The Yosemite region received record rainfall this past season. Rain, rockslides, hail … and more rain made for a wild winter but now that the spring has arrived we are all in awe of the majestic waterfalls and fields of wildflowers that have emerged after the storms. It’s never been a better time visit!
You may have heard that there is a road closure in Yosemite due to recent storm activity. While most of the roads have been tidied up there is still one hard closure at Big Oak Flat Road, which is the road that connects Highway 120 to Yosemite Valley. See map below that illustrates the closure located between the northern entrance of the park near Hetch Hetchy and access to Yosemite Valley.
Mariposa County Map_2017 Road Closuresure
If you are staying on Highway 120 there are still two excellent ways to get to Yosemite! If you have two days in Yosemite and you are staying on Highway 120 here is a good optional itinerary for your trip that focuses on the best waterfalls and wildflower viewing.
Tip: Stay at Coulterville, Greeley Hill and Buck Meadows
My friends and I heard about the Highway 120 road closure when we were planning our annual wildflower hike to the Yosemite region. Early spring (March, April, and early May) is the best time for viewing wildflowers and waterfalls in the Yosemite region and western Sierra Nevada foothills and we weren’t going to let a little road closure stop us from hiking to our favorite spots.
We had already planned to stay in Mariposa County because it provides excellent access to the foothills surrounding the park from either the northern or western entrance. From here, you can head to the northern part of Yosemite to Hetch Hetchy or venture into the Gold Rush towns of Coulterville and Mariposa on your way to Yosemite Valley, hitting some wildflower hot spots along the way.
Greeley Hill Market. Photo: Kim Lawson, RuggedBeauty.com
There are several excellent places to stay on Highway 120 that give you access to some of the best areas of the park. For a more traditional hotel experience, stay at the Westgate Lodge or Yosemite Ridge Resorts near Yosemite’s northern entrance for some of the best access to Hetch Hetchy trails. For B&B’s the beautiful Blackberry Inn Bed & Breakfast is unsurpassed, or if you are into a cultural experience along with nature, stay at Jim & Dawn’s Art Farm. This homey and secluded cabin in Greeley Hill is owned by two artists, Jim and Dawn, and the art that lines the two-bedroom cabin is all original.
Artists and owners, Jim and Dawn Leitzell
Jim & Dawn Art Farm in Greeley Hill. Photo: Kim Lawson, RuggedBeauty.com
If you are staying in the quaint town of Greeley Hill, a must-stop is the Greeley Hill Market, a family-owned and operated grocery store, diner and delicatessen that is perfect for your pre-trip fuel up. Stop here for a hearty breakfast, excellent pack lunch and plenty of advice from the store owner Raphael, or his mother, Virginia. Featuring organic and gluten-free options, the owners are welcoming and quick to give advice about where to find the cheapest gas (hint: it’s at the adjacent Shell Station – get it here before going to the park!) or driving directions (never use GPS in this area – opt for an offline map like Magellan GPS instead) or even for a birthday surprise (stop in on your birthday and owner, Virginia will give you a special gift).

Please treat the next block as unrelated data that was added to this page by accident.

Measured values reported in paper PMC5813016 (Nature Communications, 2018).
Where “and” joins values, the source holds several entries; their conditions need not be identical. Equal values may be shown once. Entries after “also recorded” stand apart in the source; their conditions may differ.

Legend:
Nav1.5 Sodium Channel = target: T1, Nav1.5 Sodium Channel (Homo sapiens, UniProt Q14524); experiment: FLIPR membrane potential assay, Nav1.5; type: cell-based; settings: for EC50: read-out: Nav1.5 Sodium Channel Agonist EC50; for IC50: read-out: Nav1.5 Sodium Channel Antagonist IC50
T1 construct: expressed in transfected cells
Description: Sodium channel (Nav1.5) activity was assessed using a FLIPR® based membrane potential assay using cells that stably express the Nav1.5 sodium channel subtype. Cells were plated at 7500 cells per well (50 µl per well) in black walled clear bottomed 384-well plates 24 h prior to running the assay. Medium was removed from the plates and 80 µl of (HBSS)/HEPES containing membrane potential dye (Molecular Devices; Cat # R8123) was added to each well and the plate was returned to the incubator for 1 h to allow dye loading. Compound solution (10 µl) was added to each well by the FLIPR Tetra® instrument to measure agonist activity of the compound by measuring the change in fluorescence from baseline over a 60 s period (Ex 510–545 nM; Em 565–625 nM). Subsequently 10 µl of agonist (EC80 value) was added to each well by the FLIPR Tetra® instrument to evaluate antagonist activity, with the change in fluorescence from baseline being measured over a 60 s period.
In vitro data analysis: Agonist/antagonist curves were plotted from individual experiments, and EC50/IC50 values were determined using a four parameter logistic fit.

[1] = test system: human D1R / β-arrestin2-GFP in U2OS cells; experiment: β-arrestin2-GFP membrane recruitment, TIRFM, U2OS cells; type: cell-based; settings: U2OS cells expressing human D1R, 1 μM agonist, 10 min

Hearty breakfast at the Greeley Hill Market.
Since access to Yosemite Valley from Highway 120 is currently cut off on Big Oak Flat Road, we recommend checking out the northern area of the park and specifically, Hetch Hetchy, which is the start of several awesome hikes and because of the low elevation of this part of Yosemite you will see plenty of wildflowers, way before they begin to arrive in Yosemite Valley.
Head into the park and stop at the north entrance for your map and day pass. The park has waived the entrance fee for all vehicles entering via the Big Oak Flat Entrance Station. Visitors entering the park via Highway 120 can also enjoy camping at Hodgdon Meadow Campground, snowshoeing and Nordic Skiing from Crane Flat and hiking in the Merced and Tuolumne Groves of Giant Sequoias.
We opted to hike out to Wapama Falls from the O’Shaughnessy Dam, a massive dam at the trailhead to Wapama that provides water to the City of San Francisco. After taking a few photos of the dam we continued on towards Wapama, passing iconic features such as Tueeulala Falls and Kolana Rock before finally arriving at Wapama Falls.
O’Shaughnessy Dam – Yosemite National Park. Photo: Kim Lawson, RuggedBeauty.com
View of Kolana Rock. Photo: Noel Morrison, RuggedBeauty.com
“Hetch Hetchy is a grand landscape garden, one of nature’s rarest and most precious mountain temples. As in Yosemite, the sublime rocks of its walls seem to glow with life . . . while birds, bees, and butterflies help the river and waterfalls to stir all the air into music…” John Muir
Tueeulala Falls, Yosemite National Park. Photo: Kim Lawson, RuggedBeauty.com
A small section of the Wapama Fall bridge was damaged in the recent storms so we decided to stop our hike here and have our picnic lunch from the Greeley Hill Market deli.
Wapama Bridge. Photo: Kim Lawson, RuggedBeauty.com
We headed back in the afternoon and still had some energy left so we drove another couple of miles down the road on Highway 120 towards Carlon Falls. This short, mostly flat trail brings you to some beautiful cascades with plenty of flat rocks to lay out on and listen to the thundering falls. Not well-known, we found we had these cascades mainly to ourselves and enjoyed hanging out in the early twilight of a crisp spring evening.